By Lisa Napoli
The presumption that everyone’s life is fully digital eliminates options for those without access to the technology
This article is reprinted by permission from NextAvenue.org.
My cellphone started ringing just as I turned the key in my front door. George, my dear friend and neighbor in downtown Los Angeles, was calling.
We had just shared a celebratory lunch, and an unwelcome surprise awaited him when he returned to his apartment. Building management had installed a new digital lock on his front door while we were out.
And he didn’t have the code.
On the eve of his 90th birthday, George found himself shut out of his longtime home.
I rushed across the plaza that separates our buildings. I had a hunch what must have occurred.
Building management, it seemed, had been alerting tenants about the upcoming change via email and text — methods of communication my friend didn’t use. As his eyesight had been faltering, George hadn’t been getting online much lately. His sole lifeline to the world was his ever-ringing flip phone.
Apps for all (who can use them)
In the name of efficiency, more companies are driving customers to conduct business digitally. QR codes for menus in restaurants. COVID-19 vaccines scheduled exclusively online. Apps for everything, from banking to healthcare to travel to routine maintenance requests.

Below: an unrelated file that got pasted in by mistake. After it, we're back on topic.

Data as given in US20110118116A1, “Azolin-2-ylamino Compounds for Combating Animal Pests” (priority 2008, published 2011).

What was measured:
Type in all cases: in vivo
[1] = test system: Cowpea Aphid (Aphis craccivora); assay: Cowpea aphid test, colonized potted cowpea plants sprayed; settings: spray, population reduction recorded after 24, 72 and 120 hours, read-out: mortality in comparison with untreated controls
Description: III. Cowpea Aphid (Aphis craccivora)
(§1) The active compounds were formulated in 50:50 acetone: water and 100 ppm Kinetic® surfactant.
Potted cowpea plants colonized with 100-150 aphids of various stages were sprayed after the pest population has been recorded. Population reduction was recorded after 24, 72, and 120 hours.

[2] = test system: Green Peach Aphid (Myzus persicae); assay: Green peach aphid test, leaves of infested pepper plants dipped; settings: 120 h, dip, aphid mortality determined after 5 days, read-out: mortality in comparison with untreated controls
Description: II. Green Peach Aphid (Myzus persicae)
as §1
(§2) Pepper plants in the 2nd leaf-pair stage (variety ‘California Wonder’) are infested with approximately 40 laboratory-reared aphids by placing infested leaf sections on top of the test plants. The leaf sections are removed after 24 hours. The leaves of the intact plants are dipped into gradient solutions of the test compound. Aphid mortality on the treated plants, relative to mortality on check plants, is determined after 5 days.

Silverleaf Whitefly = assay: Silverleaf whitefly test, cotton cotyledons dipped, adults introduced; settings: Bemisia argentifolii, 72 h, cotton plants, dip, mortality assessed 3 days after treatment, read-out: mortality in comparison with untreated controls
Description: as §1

The presumption that everyone’s life is fully digital — and that everybody is, or wants to be, comfortable with screens — shuts out many who may not be deft with the technology, or even have access to it.
George panicked last year when his building’s management company shut down its on-site office and began requiring tenants pay rent digitally. Having to mail in the check he used to deliver in person increased the possibility of late fees. Paying online was not something with which he felt comfortable.
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Texted to distraction
My 85-year-old mother just had a medical issue — the first in her life — and suddenly found herself barraged with texts directing her at an already stressful time to upload documents, respond to surveys and confirm appointments. Perhaps even worse, finding an alternative method of contact (such as…a phone number) was usually impossible.